It pained him, he has said, when he voted to strike down a law making flag burning a crime. “If it was up to me, if I were king,” he said, “I would take scruffy, bearded, sandal-wearing idiots who burn the flag, and I would put them in jail.” But the First Amendment stopped him.
That is a powerful example of constitutional principles overcoming personal preferences. But it turns out to be an outlier. In cases raising First Amendment claims, a new study found, Justice Scalia voted to uphold the free speech rights of conservative speakers at more than triple the rate of liberal ones. In 161 cases from 1986, when he joined the court, to 2011, he voted in favor of conservative speakers 65 percent of the time and liberal ones 21 percent.
He is not alone. “While liberal justices are over all more supportive of free speech claims than conservative justices,” the study found, “the votes of both liberal and conservative justices tend to reflect their preferences toward the ideological groupings of the speaker.”
Social science calls this kind of thing “in-group bias.” The impact of such bias on judicial behavior has not been explored in much detail, though earlierstudies have found that female appeals court judges are more likely to vote for plaintiffs in sexual harassment and sex discrimination suits.
Lee Epstein, a political scientist and law professor who conducted the new study with two colleagues, said it showed the justices to be “opportunistic free speech advocates.”
A lengthy New York magazine report published Sunday suggests that Logan’s return is far from certain. In the piece contributing editor Joe Hagan explores the tensions that simmered within CBS News, where his sources in the network described the current atmosphere as “toxic,” since Logan was forced to apologize last November for a flawed report on the Benghazi attacks.
The report that led to Logan’s suspension centered around a British security contractor, Dylan Davies, who gave a heroic first-person account of the attacks on the American consulate in Benghazi. The contractor’s credibility was called into question after the segment aired, when it was reported that Davies may not have been present on the night of the attacks at the compound.
TPM quotes some of Logan’s CBS co-workers:
“It’s not an accident that Lara Logan fucked up,” one of Logan’s colleagues told the magazine. “It was inevitable. Everybody saw this coming.”
During the fallout from the report, a founding member of “60 Minutes,” Morley Safer, reportedly marched into executive producer Jeff Fager’s office and demanded that Logan be fired, but to no avail. Another unnamed source suggested to the magazine that CBS President Les Moonves has since “soured” on Logan, whom he previously treated as a favorite.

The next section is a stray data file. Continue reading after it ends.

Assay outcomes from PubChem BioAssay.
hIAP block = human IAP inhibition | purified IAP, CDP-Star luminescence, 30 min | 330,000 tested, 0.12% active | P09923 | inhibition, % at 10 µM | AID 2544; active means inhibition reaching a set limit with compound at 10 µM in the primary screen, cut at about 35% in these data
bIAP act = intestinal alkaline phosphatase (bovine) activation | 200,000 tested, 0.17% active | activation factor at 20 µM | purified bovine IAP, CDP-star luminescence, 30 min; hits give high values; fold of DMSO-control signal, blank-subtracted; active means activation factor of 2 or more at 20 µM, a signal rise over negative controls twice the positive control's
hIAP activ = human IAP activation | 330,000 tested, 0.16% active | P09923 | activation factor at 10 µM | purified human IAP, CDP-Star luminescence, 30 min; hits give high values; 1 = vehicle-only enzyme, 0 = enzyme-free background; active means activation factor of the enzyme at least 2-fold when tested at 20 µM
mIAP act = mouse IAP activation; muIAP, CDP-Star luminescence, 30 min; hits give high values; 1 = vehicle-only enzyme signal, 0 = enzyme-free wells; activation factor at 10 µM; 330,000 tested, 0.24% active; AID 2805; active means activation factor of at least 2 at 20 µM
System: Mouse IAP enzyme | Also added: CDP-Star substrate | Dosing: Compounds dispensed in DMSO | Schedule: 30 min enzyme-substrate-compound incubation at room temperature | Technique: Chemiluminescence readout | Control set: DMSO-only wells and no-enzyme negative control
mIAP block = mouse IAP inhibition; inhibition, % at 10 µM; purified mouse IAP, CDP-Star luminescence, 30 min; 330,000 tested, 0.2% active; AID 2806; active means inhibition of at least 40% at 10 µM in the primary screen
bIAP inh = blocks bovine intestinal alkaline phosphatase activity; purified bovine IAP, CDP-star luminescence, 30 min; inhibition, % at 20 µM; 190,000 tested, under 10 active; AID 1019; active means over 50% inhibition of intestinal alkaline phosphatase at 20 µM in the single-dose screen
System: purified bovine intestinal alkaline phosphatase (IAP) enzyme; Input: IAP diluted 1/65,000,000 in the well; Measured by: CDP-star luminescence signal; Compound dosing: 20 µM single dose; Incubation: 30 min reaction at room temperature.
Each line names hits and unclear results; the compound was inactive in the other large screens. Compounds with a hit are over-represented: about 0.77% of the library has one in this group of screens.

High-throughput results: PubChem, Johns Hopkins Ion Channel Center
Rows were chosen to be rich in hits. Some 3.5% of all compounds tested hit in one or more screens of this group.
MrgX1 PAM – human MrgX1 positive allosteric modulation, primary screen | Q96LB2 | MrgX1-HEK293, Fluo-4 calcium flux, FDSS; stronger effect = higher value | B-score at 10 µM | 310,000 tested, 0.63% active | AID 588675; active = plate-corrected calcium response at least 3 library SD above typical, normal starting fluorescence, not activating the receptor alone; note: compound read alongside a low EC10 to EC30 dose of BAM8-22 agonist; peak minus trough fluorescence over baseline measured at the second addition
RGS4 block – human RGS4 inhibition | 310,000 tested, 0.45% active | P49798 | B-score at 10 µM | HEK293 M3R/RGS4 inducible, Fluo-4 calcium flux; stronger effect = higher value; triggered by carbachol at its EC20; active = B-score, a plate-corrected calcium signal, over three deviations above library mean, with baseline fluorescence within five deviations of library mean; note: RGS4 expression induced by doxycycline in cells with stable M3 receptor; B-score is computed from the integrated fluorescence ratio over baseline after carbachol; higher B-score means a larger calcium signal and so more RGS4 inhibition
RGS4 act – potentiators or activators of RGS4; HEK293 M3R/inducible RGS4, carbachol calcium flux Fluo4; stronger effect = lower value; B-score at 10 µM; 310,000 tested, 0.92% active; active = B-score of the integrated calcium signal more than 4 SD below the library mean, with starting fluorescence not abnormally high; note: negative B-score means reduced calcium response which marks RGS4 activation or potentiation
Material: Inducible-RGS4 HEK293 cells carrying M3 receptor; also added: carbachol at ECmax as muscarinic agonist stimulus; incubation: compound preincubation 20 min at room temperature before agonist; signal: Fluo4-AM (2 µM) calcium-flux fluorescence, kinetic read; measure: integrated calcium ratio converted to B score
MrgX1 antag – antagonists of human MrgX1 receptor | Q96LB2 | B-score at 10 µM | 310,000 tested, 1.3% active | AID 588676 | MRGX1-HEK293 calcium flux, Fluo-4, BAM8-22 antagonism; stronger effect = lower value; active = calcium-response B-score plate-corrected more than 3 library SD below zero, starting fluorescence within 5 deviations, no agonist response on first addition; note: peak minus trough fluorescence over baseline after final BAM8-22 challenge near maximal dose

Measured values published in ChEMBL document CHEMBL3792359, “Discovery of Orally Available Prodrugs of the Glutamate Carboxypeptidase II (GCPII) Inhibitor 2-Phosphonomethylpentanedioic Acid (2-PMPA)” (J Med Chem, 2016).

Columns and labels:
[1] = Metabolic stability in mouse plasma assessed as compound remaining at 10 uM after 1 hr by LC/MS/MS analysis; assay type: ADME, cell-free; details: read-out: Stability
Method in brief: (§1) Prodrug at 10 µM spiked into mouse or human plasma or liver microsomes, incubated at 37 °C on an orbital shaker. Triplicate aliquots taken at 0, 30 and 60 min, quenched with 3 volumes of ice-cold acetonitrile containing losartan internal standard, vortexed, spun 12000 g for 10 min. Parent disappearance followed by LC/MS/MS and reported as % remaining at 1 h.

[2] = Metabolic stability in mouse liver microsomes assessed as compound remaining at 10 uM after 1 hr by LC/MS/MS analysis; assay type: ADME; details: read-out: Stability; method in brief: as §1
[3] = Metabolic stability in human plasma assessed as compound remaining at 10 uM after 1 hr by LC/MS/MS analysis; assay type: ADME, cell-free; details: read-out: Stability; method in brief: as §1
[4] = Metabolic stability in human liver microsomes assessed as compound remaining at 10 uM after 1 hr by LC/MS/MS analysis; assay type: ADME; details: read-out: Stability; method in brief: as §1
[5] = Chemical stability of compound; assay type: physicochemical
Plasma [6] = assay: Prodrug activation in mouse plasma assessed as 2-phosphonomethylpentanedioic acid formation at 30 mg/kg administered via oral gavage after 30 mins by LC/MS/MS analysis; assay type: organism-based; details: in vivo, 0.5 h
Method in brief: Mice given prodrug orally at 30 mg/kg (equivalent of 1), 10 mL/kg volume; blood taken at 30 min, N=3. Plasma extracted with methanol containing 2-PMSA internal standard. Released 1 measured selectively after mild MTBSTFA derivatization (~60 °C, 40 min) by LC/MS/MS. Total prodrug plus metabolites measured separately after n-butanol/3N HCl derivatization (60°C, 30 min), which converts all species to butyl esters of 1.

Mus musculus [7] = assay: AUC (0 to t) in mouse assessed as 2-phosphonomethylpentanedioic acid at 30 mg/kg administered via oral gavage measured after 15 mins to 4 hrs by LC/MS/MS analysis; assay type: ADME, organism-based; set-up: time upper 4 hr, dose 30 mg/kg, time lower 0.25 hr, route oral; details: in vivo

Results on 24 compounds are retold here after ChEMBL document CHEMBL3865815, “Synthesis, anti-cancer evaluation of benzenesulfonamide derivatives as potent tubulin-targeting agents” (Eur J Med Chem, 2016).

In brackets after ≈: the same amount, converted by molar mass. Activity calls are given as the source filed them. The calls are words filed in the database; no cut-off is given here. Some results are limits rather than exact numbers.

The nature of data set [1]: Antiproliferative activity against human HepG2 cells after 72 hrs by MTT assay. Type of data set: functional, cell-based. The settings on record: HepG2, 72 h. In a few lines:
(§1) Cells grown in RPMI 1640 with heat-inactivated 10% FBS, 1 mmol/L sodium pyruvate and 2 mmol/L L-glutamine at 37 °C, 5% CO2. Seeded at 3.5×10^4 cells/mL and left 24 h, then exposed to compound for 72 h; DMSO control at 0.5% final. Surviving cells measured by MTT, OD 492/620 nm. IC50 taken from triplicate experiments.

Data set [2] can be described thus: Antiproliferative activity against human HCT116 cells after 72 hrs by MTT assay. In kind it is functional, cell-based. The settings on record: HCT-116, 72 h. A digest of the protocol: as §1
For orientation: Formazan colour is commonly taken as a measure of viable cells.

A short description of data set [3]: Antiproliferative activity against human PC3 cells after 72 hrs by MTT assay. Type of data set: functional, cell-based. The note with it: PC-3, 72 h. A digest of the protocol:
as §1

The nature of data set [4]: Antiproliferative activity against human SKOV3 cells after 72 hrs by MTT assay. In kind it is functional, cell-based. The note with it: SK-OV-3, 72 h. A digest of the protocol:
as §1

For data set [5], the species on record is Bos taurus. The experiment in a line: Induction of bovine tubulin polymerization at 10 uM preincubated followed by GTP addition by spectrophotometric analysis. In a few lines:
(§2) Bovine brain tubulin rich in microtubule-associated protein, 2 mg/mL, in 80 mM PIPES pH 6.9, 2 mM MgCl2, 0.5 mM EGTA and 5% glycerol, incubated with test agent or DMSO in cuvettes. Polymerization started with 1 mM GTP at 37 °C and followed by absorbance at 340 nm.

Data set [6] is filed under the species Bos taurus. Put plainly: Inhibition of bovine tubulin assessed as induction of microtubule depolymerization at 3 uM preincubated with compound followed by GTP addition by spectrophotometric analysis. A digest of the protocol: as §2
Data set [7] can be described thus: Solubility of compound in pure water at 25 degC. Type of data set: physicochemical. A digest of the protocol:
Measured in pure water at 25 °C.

“I abducted your girls. I will sell them in the market, by Allah,” a man claiming to be Boko Haram leader Abubakar Shekau said in a video first obtained by Agence France-Presse.
“There is a market for selling humans. Allah says I should sell. He commands me to sell. I will sell women. I sell women,” he continued, according to a CNN translation from the local Hausa language….”Girls, you should go and get married,” he said.
Not surprisingly, there has been much criticism of the government’s response to the kidnappings.
Weeks after the girls’ April 14 kidnapping, Africa’s most populous country seems to be no closer to finding them, triggering complaints of ineptitude — some of which are expressed on Twitter with the globally trending hashtag #BringBackOurGirls.
Nigeria’s finance minister said Monday that her country’s government remains committed to finding the girls, but should have done a better job explaining the situation to the public.
“Have we communicated what is being done properly? The answer is no, that people did not have enough information,” Ngozi Okonjo-Iweala told CNN’s Richard Quest.
Revealing details about the investigation is tricky, she said, “because you are dealing with people that you don’t know, and you don’t know…what they might do to these girls.”
There is much more information about the Boko Haram group at the CNN link.
Those are my offerings for today. What stories are you following? Please share your links in the comment thread and have a lovely spring Tuesday!
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The Sky Dancing banner headline uses a snippet from a work by artist Tashi Mannox called 'Rainbow Study'. The work is described as a" study of typical Tibetan rainbow clouds, that feature in Thanka painting, temple decoration and silk brocades". dakinikat was immediately drawn to the image when trying to find stylized Tibetan Clouds to represent Sky Dancing. It is probably because Tashi's practice is similar to her own. His updated take on the clouds that fill the collection of traditional thankas is quite special.
You can find his work at his website by clicking on his logo below. He is also a calligraphy artist that uses important vajrayana syllables. We encourage you to visit his on line studio.